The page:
‘Walking Roots’: getting started

Stainmore is one of England’s highest parishes. Sited at the south east corner of Cumbria it stretches from the last few arable fields of the Eden Valley towards the uplands of the North Pennines. It’s a sparsely populated place – just a couple of hundred people reside within it – and it’s spread across a large and diverse geographical area. The boundary of the parish extends for around 25 miles, along the beds of becks, across fields, through woodlands and across heather covered fells.

‘Beating the bounds’ is a tradition followed in many parishes across the country, but it is no easy feat here. The boundary was last ‘beaten’ by Stainmore parishioners in 2000, to celebrate the new millennium. It was a long arduous day with few proper paths to allow for easy walking. Three or four heroic individuals managed the whole circuit. One poor participant twisted her ankle in the stream bed in the ravine immediately below our own house and had to be retrieved by the mountain rescue team. In the end a couple of dozen of us rounded off the route as night fell, tramping the last eight miles or so through thick heather and climbing in and out of peat bogs, following an indistinct fenceline across a barren moor. Since this last great effort no-one has suggested doing it again.

The parish of Stainmore has long been split into two, separated by a river valley running down to the nearest small market town, Brough (once Brough-under-Stainmore), into North and South Stainmore. That traditional watery division has been cemented by the A66, the busy trans-Pennine route from Cumbria to Durham, its dual-carriageway descending to Brough along one side of the valley. The A66 can be a treacherous road and is regularly closed to high sided vehicles in strong winds. There are snow gates at Brough and at Bowes, on the Durham side of the Pennines, so it can be closed completely when it snows heavily, as it does quite often in winter. North Stainmore takes in the segment of the parish from the A66 up towards the North Pennines, while South Stainmore encompasses the uplands that, while still part of the Pennines, are really the northern flank of the Yorkshire Dales.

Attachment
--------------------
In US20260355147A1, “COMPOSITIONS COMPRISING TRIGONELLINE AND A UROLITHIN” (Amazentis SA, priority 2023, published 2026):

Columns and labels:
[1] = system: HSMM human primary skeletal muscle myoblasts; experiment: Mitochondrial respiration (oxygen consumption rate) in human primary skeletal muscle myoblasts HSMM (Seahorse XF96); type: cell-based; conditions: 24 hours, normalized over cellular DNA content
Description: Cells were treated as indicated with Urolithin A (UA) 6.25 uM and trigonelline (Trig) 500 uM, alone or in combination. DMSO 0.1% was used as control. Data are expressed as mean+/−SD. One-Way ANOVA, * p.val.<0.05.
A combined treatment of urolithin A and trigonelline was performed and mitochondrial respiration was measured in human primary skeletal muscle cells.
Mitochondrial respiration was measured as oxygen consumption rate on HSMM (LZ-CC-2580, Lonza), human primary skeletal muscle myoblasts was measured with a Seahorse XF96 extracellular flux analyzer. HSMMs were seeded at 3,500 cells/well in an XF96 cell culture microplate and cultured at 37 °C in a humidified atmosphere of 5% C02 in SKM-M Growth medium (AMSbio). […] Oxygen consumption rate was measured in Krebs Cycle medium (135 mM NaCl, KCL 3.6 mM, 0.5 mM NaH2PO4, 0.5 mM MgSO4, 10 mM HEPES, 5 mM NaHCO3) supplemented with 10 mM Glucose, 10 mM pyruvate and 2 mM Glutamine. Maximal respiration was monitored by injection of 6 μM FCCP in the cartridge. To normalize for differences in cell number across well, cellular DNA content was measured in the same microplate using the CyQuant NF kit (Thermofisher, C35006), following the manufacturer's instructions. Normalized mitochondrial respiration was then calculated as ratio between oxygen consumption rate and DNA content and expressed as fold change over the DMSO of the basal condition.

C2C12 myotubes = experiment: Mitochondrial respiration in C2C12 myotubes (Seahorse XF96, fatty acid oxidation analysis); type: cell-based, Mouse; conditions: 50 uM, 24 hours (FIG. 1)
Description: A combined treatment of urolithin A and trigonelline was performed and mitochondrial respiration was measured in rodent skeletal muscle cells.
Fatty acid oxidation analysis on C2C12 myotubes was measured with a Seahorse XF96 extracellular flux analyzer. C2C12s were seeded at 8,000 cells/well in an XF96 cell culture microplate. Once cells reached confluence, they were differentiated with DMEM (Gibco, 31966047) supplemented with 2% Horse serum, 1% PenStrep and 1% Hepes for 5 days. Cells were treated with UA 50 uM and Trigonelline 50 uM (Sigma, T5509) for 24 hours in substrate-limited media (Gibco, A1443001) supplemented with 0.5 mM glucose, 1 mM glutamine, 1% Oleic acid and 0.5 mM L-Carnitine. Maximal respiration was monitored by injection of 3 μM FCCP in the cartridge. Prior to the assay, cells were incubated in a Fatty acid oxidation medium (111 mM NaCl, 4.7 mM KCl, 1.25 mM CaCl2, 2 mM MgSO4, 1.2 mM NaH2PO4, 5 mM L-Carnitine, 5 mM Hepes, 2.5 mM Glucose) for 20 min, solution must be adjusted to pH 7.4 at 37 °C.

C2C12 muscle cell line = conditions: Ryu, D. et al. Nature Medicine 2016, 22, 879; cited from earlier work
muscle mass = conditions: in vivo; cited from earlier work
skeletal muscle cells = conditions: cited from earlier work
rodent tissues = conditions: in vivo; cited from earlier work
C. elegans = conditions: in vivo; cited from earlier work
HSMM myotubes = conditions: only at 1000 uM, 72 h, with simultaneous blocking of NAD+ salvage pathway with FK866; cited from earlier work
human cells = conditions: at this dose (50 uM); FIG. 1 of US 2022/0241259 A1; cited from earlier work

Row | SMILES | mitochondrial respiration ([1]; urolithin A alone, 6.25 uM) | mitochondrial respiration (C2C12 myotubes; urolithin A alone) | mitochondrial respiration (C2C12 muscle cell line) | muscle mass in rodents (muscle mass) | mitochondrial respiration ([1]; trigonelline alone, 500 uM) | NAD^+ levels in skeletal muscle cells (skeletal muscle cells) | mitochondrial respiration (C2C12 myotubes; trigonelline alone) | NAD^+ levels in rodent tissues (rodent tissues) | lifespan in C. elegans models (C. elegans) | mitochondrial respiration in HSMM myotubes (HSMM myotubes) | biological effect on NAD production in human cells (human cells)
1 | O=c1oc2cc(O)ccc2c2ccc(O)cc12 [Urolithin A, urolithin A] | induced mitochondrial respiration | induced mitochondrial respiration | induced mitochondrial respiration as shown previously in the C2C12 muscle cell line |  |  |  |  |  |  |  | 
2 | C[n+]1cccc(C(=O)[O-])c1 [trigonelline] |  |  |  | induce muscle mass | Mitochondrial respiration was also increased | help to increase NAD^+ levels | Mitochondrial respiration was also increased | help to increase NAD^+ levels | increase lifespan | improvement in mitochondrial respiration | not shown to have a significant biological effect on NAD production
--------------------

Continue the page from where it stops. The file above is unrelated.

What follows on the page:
SouthStainmorepathsToday most roads within Stainmore radiate from Brough, with a couple more from the nearby market town of Kirkby Stephen. They make their way steadily uphill, gradually narrowing and forking to join up the scattered farmsteads of the community and forking again, like capillaries, into rough tracks to reach the most isolated properties. Few roads and tracks cross laterally, along the contours of the hillside, to link farmsteads and hamlets at the same altitude, the main necessity having always been to have a connection down to the valley and the town. But a quick glance at an OS map shows dozens of footpaths, for going on foot to visit your neighbours or to get to the chapel or church. These small paths, most seldom trodden today, create a whole web of connections and must survive from hundreds of years ago.